Stack was last seen leaving his home on Laurel Street in Broomfield, Colorado, with the intention of hitchhiking to California, according to the Colorado Bureau of Investigation Cold Case Files. He may have been heading for one of his siblings’ homes in Truckee or Berkeley.

Stack never arrived and was never heard from again.

It's not clear how he died, but Hearst Connecticut Media reports Stack was found shot in the head.

Wimmer said the department plans to release more information Thursday.

Photo Credit: Colorado Bureau of Investigation Cold Case Files

Teen Pulled From Pool in New London in Critical Condition


A teenage girl who was pulled from the water at Ocean Beach Park in New London on Wednesday evening is in critical condition at the hospital, according to police.

Police said lifeguards noticed the teen unresponsive in the deep end of the pool around 4:40 p.m. Wednesday. Authorities have not released the victim's identity but said she is about 18 years old.

Lifeguards rescued her from the water and began CPR while firefighters and paramedics headed to the scene. She was taken to Lawrence + Memorial Hospital, where she remains in critical condition.

It's not clear what caused her to lose consciousness in the pool.

Check back for updates on this developing story.

Parents of S.C. Teen Killed by Officer Speak


The parents of a South Carolina teenager who was killed last month by police demanded Wednesday that law enforcement give them more information about their son's final moments.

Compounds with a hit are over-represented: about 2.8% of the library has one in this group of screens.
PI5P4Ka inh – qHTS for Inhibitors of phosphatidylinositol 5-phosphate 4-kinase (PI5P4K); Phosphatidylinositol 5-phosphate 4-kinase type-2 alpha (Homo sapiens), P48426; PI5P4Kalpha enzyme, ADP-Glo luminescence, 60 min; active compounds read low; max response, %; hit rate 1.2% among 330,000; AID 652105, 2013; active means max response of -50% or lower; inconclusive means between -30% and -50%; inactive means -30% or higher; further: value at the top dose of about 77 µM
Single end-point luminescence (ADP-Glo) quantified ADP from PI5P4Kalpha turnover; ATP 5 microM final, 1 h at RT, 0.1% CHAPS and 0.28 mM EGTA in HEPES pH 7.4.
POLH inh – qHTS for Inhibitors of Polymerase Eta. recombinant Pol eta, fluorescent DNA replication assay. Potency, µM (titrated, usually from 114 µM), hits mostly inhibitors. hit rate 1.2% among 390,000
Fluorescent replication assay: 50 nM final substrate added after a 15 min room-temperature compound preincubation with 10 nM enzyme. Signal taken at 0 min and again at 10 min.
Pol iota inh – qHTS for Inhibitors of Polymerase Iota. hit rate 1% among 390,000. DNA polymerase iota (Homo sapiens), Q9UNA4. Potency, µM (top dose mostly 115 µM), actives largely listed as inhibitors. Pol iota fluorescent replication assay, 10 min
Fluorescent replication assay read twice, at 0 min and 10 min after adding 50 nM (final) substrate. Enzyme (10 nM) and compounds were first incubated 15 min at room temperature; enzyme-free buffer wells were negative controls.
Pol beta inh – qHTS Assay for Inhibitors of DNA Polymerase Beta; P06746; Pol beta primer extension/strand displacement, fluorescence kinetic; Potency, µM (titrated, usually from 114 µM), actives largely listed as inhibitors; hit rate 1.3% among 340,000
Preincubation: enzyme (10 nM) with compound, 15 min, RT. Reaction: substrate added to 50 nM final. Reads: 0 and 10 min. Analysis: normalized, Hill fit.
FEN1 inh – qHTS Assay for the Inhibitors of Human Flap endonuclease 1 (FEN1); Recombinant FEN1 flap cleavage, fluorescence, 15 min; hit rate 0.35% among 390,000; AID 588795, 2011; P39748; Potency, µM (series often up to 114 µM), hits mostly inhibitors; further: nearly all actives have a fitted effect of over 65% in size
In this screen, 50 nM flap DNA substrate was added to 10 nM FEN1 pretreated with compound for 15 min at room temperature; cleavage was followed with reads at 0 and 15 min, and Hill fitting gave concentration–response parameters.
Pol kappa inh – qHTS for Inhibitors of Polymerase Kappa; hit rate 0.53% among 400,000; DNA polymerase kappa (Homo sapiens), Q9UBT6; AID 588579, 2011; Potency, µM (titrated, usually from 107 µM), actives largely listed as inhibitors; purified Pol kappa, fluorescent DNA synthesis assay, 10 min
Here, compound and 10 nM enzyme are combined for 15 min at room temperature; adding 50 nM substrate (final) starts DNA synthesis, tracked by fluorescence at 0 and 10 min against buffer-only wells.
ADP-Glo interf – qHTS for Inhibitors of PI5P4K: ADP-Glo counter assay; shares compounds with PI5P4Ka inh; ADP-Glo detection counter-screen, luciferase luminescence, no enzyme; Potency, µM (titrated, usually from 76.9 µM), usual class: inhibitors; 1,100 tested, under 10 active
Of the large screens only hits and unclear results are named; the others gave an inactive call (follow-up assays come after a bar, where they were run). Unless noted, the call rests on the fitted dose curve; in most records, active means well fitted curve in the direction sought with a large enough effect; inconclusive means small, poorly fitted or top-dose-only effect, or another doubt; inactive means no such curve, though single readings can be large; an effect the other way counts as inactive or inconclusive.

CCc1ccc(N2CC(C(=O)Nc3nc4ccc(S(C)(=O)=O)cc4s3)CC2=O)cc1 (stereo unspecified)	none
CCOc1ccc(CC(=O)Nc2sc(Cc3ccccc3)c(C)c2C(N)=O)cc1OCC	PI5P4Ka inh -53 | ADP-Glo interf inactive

"We just want answers. We have no clue as to what happened," said Angie Hammond, the mother of 19-year-old Zachary Hammond, who was shot in a Seneca Hardee's restaurant parking lot on July 26.

Hammond was unarmed when Seneca Police Lt. Mark Tiller opened fire on him, shooting him twice. Police say Hammond was trying to run Tiller over.

Along with her husband, Paul, Angie Hammond pleaded in a press conference for officers to release dash cam video of the fatal interaction "just so we can know what happened."

"Our son deserves that, and we deserve that as a family," Paul Hammond told reporters.

Photo Credit: NBC

Man Accidentally Shoots Himself at Wallingford Home


A 26-year-old Wallingford man was taken to the hospital Wednesday after accidentally shooting himself in the leg, according to police.

Police said Martin Murray called 911 around 3:30 p.m. and told dispatchers he shot himself with a .22-caliber revolver in his home on Pine Street.

Detectives arrived to find Murray sitting on the front porch with bullet wounds in his leg. They searched the home and found the revolver inside, according to police.

Murray was taken to Yale-New Haven Hospital for treatment of non-life threatening injuries, according to police.

Authorities said no one else was home during the incident and no charges have been filed.

Car Collides With Motorcycle on I-91 North in Hartford


Authorities responded to Interstate 91 northbound in Hartford after a car collided with a motorcycle on the highway Thursday night, according to the Department of Transportation.

DOT officials said the crash happened just before 9 p.m. between exits 32 and 33 in Hartford.

Traffic cameras showed a fire engine blocking part of the highway, but the scene was clear as of 9:20 p.m.

There has been no word on injuries.

Photo Credit: Connecticut Department of Transportation

Photo of Lightning, Rainbow at Same Time in Arizona Goes Viral


A photo shared over 90,000 times on Facebook was taken by a photographer who says the shot took him seven years to capture.

Greg McCown, 42, snapped the photo of a lightning bolt hitting the ground while a rainbow appears in the sky above Arizona, according to The Weather Channel.